Yeah. The fundamentals of what drive cost haven't changed and it's really the operating efficiencies and disciplines that are fundamental to our business. It is based on what I talked about earlier, which is maximizing your throughput and matching what you're producing to what you're selling, having the disciplines to where you do the pre-inspections of equipment, so you don't run into failure, and making sure that you get most and also, so that you have the plan availability and the lack of downtime. And then, just making sure all of that matches with labor productivity.

Those are hard to do. In good times, they are even harder to do when you have volatile volumes or falling volumes. So, I think our folks did an excellent job on those and they stayed focused on their plans and their execution and take care also. And again, it helps us make progress toward our longer-term cash gross profit per ton of $9.

Suzanne H. Wood -- Senior Vice President and Chief Financial Officer

Yeah. And while we're on that, Kathryn, I'll just comment on SAG, our administrative costs. In the quarter, they improved 31 basis point as a percentage of revenue that keeps pushing us toward our goal, because we're always looking for ways to try to leverage that overhead structure. And we had several things operating in our favor. We took a pretty good look at the cost structure at the end of the year, last year, beginning of this year and so, we have a number of those that are continuing to play through, until that comps over a little bit in the fourth quarter, but certainly in the first quarter of next year. A little bit lower incentive comp in the quarter, but also just general cost control along the way, and some of those things we're finding as people work-from-home. Some are perhaps a bit transitory but not all of them are. You find ways to be more efficient and that's really -- you automate things and that's really what we're looking for, because those are structural in that arena and things that can play forward. And I would say, if you think about probably what's the most transitory kind of cost evolve and the one that people would typically think about rising, when we will hopefully all get to the point where we can all be back in the office working together, everyone always point to travel expense and those sorts of things, but I think, Vulcan has learned something over this time of the pandemic, and I think other companies will as well, that there are certain ways in times to communicate using video or other technology, where your communication is actually I think more succinct and more clear, because every one's managing their time. And while you need to be out front and in front of your employees and I'm not implying that we would ever step away from that, I think there are ways that you can utilize that technology to even manage those costs when things get more back to normal.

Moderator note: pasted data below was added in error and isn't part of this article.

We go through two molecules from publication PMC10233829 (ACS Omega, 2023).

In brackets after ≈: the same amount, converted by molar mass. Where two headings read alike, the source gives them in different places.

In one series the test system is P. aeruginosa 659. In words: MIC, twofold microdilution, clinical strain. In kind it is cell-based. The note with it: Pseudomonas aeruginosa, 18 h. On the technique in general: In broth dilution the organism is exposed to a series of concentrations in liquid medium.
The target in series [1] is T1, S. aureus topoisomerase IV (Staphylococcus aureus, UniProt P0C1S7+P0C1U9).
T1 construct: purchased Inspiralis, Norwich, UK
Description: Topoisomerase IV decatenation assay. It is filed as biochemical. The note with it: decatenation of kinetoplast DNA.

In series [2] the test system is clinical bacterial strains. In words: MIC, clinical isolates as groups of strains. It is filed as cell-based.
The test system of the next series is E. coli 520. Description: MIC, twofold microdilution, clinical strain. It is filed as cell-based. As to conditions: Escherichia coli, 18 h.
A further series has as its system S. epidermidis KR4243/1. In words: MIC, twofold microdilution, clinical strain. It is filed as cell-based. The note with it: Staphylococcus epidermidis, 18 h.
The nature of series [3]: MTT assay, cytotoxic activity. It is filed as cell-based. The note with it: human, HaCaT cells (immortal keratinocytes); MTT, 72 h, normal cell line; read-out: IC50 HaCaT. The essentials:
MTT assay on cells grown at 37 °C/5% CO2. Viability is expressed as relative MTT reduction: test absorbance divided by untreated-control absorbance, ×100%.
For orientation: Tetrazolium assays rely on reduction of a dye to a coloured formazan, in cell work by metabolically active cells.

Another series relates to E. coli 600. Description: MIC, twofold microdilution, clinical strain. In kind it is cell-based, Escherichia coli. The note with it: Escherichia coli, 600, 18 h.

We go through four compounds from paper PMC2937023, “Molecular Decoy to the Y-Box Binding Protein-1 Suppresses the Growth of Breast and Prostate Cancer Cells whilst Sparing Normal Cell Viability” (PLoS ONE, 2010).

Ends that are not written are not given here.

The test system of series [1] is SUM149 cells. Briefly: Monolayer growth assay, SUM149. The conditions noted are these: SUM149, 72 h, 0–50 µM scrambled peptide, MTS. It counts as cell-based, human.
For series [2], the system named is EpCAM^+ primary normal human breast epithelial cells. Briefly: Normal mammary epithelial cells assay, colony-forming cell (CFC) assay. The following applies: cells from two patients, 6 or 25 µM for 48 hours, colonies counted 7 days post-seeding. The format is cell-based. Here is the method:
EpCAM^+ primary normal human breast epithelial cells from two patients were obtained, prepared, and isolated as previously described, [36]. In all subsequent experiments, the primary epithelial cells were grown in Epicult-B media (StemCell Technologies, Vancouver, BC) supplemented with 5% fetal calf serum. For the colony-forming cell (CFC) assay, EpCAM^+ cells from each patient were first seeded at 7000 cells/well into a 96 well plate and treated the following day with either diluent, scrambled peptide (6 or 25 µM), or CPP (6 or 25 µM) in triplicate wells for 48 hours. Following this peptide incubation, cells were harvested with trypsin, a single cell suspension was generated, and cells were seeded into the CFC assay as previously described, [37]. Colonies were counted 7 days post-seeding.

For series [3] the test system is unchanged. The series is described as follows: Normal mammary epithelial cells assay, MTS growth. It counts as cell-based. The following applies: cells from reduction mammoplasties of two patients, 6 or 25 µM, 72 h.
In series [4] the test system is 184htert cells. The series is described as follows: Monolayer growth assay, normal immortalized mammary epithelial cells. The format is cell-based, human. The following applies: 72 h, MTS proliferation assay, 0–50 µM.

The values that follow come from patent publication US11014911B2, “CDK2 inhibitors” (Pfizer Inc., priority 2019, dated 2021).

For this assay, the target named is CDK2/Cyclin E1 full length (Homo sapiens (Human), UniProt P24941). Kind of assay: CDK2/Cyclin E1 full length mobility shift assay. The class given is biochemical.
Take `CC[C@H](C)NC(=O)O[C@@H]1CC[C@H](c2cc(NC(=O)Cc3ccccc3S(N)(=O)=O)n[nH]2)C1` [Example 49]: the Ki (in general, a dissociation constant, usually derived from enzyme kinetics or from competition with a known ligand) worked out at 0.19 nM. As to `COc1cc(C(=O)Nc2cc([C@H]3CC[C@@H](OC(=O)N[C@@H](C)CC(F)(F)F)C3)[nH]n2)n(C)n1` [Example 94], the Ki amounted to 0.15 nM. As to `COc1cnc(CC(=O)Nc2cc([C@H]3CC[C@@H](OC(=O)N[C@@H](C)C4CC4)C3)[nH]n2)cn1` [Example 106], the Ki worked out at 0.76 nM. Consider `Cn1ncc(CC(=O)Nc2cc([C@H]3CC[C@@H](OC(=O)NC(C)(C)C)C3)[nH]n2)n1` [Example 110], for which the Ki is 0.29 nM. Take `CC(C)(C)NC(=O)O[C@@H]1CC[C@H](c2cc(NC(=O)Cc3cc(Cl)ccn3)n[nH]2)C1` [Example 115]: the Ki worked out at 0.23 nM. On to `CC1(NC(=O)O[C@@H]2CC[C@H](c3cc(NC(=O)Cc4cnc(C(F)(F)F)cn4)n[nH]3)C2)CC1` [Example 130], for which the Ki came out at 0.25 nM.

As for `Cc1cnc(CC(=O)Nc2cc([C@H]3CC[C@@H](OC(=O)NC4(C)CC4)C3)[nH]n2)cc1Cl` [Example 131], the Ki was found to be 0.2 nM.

Kathryn Thompson -- Thompson Research Group -- Analyst

Great, thank you, Tom and Suzanne. Have a good one and best of luck.

Suzanne H. Wood -- Senior Vice President and Chief Financial Officer

Yeah. Thanks, Kathyrn.

J. Thomas Hill -- Chairman of the Board, President and Chief Executive Officer

Thank you. Stay safe.

Operator

Thank you. Your next question is from Jerry Revich of Goldman Sachs.

Jerry Revich -- The Goldman Sachs Group, Inc. -- Analyst

Yes, hi, good morning everyone.

Suzanne H. Wood -- Senior Vice President and Chief Financial Officer

Hi, good morning.

J. Thomas Hill -- Chairman of the Board, President and Chief Executive Officer

Good morning.

Jerry Revich -- The Goldman Sachs Group, Inc. -- Analyst

I'm wondering if you could comment on how much visibility you have in the near-term? Tom, I understand the comments about the tough comps but are you seeing the normal sequential build inactivity heading into the third quarter? The concern is, we've seen some camera level data in construction sites that suggests that activity slowed in the back half of July specifically. So I'm wondering if you could just comment on that relative to the visibility, the comments that you spoke to earlier, please?

J. Thomas Hill -- Chairman of the Board, President and Chief Executive Officer